Michigan Schools Roll Out Vaccination Plans for 5- to 11-Year-Old Students

School districts are opening clinics in schools to get elementary-aged students vaccinated against COVID-19, following the emergency use authorization of the Pfizer vaccine for 5 to 11 year olds.

Michigan schools are making plans to start vaccinating elementary-age students as early as this week.

Oakland Schools has partnered with the county health department to open pediatric COVID clinics in several schools. Students aged 5 to 18 can also get vaccinated at any community clinic in Oakland County. Appointments are required and children under 18 must be escorted by an adult.

Parents of students in the Detroit Public Schools Community District can now make appointments at city health department clinics or at clinics the district plans to open in school buildings on weekends.

DPSCD Superintendent Nikolai Vitti says the district may also create weekday clinics but wants to make sure it accommodates parent schedules.

Vitti says vaccinating younger children means the children are safer, their families are safer and the school community is safer.

“But in the context of learning, it allows the learning process to return to normalcy,” says Vitti.

He says having students vaccinated means less need for quarantine. More than 3,000 DPSCD students and 160 staff have been quarantined. Vitti says there have been 9 outbreaks in the district, but the district finds more positive cases because it tests students and staff each week.

Royal Oak Schools Superintendent Mary Beth Fitzpatrick says the students who can be vaccinated now that Pfizer’s vaccine for 5 to 11-year-olds has been authorized for emergency use represent about half of the district’s 5,000 students.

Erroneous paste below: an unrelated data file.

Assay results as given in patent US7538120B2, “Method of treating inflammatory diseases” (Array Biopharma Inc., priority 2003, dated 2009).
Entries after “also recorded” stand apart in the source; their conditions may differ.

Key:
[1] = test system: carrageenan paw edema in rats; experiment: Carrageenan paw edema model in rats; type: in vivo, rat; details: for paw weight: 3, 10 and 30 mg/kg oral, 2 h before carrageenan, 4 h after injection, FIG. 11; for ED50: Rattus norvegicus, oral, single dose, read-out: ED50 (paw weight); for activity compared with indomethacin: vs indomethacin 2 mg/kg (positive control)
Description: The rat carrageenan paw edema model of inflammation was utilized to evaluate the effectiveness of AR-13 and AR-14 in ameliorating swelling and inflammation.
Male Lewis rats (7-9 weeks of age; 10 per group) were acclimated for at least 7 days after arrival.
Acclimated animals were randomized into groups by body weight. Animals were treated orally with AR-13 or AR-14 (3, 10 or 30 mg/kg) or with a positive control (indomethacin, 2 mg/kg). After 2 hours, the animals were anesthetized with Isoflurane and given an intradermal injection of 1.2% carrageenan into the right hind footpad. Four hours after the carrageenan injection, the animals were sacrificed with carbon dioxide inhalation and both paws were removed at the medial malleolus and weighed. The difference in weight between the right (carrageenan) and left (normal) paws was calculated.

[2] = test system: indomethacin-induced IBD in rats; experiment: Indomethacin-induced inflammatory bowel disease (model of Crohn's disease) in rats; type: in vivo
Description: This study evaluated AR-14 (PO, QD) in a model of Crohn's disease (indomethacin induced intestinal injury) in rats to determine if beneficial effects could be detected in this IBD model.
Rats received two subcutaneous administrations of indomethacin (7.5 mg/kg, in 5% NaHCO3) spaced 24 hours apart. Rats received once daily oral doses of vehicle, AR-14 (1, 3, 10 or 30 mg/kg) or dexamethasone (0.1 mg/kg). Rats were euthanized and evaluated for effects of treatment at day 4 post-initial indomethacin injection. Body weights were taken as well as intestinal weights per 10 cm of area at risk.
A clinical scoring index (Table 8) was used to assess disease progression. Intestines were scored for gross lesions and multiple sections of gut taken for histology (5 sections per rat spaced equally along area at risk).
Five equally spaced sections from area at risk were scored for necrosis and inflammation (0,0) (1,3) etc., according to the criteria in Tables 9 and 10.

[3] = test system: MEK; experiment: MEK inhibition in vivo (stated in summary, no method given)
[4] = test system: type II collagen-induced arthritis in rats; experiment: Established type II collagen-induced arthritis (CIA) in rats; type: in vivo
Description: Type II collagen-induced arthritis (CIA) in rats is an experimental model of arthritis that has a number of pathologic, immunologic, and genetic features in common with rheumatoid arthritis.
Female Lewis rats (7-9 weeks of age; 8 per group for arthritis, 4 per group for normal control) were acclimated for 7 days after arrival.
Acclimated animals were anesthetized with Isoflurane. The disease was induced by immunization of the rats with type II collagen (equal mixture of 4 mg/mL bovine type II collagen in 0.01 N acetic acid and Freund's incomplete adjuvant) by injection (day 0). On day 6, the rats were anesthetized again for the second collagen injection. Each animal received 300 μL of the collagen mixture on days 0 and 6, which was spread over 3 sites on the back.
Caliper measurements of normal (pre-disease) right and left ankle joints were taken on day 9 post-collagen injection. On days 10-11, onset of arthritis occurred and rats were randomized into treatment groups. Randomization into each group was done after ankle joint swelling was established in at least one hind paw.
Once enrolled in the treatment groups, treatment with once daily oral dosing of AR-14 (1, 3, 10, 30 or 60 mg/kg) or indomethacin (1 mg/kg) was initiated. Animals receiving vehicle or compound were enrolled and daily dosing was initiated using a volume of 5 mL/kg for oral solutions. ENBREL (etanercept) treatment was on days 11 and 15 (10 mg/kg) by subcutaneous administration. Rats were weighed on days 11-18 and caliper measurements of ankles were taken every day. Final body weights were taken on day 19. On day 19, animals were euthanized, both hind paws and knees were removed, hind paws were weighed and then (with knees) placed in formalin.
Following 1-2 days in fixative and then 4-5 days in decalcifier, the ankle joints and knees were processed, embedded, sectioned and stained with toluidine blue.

“We know vaccinations are an individual decision,” Fitzpatrick says. “But we also know that as we get back to gathering in large groups and our students are within our school walls and participating in activities, those who are vaccinated have that additional layer of protection.”

State officials estimated last week that more than 450 children between the ages of 5 and 11 are being infected with COVID each day.  CDC officials calculated that for every 500,000 children vaccinated, between 18,000 and 58,000 COVID-19 cases — and between 80 and 226 hospitalizations — in that age group would be prevented, depending on the pandemic’s trajectory. 

The 5 to 11-year-olds will receive two low doses, three weeks apart, of the vaccine made by Pfizer and its partner BioNTech — the same schedule as everyone else, but using a smaller needle.

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Author

  • Sascha Raiyn

    Sascha Raiyn is Education Reporter at 101.9 WDET. She is a native Detroiter who grew up listening to news and music programming on Detroit Public Radio.